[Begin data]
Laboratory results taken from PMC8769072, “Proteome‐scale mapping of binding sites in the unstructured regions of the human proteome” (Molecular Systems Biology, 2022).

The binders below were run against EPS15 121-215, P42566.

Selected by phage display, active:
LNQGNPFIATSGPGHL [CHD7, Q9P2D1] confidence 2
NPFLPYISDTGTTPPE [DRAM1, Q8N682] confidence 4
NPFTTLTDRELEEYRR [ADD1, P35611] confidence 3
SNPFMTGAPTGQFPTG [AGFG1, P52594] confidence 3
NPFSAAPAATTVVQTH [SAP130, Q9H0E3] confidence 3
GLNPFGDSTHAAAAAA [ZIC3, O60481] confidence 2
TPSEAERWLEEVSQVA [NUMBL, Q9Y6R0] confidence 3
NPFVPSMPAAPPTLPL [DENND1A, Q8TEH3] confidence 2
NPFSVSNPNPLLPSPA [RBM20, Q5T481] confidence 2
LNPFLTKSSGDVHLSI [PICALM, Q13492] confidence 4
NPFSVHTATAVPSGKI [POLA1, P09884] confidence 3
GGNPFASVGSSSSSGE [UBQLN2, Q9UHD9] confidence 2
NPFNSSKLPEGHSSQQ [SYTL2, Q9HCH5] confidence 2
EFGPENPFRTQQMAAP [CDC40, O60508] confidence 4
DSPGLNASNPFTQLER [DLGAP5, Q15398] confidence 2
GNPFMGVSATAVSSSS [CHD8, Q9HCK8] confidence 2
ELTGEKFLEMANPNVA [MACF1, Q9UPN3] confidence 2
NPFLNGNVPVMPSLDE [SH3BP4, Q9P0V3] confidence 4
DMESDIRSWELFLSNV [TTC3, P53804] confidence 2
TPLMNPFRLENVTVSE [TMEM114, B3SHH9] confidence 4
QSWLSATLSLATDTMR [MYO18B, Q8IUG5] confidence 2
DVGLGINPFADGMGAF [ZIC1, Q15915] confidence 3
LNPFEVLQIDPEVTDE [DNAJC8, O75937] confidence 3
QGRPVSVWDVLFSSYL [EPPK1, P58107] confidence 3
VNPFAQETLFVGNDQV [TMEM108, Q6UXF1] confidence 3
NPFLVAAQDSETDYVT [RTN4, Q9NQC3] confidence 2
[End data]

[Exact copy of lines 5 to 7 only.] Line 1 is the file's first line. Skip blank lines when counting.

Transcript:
NPFLPYISDTGTTPPE [DRAM1, Q8N682] confidence 4
NPFTTLTDRELEEYRR [ADD1, P35611] confidence 3
SNPFMTGAPTGQFPTG [AGFG1, P52594] confidence 3